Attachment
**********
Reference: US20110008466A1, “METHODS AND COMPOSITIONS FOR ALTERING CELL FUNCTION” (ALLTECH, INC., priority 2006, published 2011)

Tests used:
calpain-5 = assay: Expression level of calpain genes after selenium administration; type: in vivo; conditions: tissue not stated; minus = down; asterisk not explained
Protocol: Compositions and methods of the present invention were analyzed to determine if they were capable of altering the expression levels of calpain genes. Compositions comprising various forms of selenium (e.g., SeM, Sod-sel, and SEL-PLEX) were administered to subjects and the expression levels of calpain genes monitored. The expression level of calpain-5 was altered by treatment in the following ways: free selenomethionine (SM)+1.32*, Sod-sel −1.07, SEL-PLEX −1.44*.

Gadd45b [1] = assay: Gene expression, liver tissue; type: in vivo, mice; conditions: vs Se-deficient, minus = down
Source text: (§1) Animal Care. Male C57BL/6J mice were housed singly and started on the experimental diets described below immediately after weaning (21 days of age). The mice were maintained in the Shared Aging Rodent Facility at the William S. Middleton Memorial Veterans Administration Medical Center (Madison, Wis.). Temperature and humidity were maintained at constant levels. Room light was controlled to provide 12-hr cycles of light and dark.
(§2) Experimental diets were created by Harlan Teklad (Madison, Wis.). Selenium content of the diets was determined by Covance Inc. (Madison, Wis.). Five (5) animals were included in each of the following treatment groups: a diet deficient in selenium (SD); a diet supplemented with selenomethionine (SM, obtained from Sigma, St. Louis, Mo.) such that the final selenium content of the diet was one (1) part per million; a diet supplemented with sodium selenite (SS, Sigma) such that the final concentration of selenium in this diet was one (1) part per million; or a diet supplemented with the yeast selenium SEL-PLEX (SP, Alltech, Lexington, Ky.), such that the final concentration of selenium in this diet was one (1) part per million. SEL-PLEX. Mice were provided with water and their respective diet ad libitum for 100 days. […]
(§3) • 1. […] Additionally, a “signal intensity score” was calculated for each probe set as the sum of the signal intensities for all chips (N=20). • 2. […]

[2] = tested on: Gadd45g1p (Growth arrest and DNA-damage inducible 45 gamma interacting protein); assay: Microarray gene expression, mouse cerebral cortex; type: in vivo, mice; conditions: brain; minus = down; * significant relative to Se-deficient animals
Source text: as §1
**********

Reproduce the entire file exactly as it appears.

Reference: US20110008466A1, “METHODS AND COMPOSITIONS FOR ALTERING CELL FUNCTION” (ALLTECH, INC., priority 2006, published 2011)

Tests used:
calpain-5 = assay: Expression level of calpain genes after selenium administration; type: in vivo; conditions: tissue not stated; minus = down; asterisk not explained
Protocol: Compositions and methods of the present invention were analyzed to determine if they were capable of altering the expression levels of calpain genes. Compositions comprising various forms of selenium (e.g., SeM, Sod-sel, and SEL-PLEX) were administered to subjects and the expression levels of calpain genes monitored. The expression level of calpain-5 was altered by treatment in the following ways: free selenomethionine (SM)+1.32*, Sod-sel −1.07, SEL-PLEX −1.44*.

Gadd45b [1] = assay: Gene expression, liver tissue; type: in vivo, mice; conditions: vs Se-deficient, minus = down
Source text: (§1) Animal Care. Male C57BL/6J mice were housed singly and started on the experimental diets described below immediately after weaning (21 days of age). The mice were maintained in the Shared Aging Rodent Facility at the William S. Middleton Memorial Veterans Administration Medical Center (Madison, Wis.). Temperature and humidity were maintained at constant levels. Room light was controlled to provide 12-hr cycles of light and dark.
(§2) Experimental diets were created by Harlan Teklad (Madison, Wis.). Selenium content of the diets was determined by Covance Inc. (Madison, Wis.). Five (5) animals were included in each of the following treatment groups: a diet deficient in selenium (SD); a diet supplemented with selenomethionine (SM, obtained from Sigma, St. Louis, Mo.) such that the final selenium content of the diet was one (1) part per million; a diet supplemented with sodium selenite (SS, Sigma) such that the final concentration of selenium in this diet was one (1) part per million; or a diet supplemented with the yeast selenium SEL-PLEX (SP, Alltech, Lexington, Ky.), such that the final concentration of selenium in this diet was one (1) part per million. SEL-PLEX. Mice were provided with water and their respective diet ad libitum for 100 days. […]
(§3) • 1. […] Additionally, a “signal intensity score” was calculated for each probe set as the sum of the signal intensities for all chips (N=20). • 2. […]

[2] = tested on: Gadd45g1p (Growth arrest and DNA-damage inducible 45 gamma interacting protein); assay: Microarray gene expression, mouse cerebral cortex; type: in vivo, mice; conditions: brain; minus = down; * significant relative to Se-deficient animals
Source text: as §1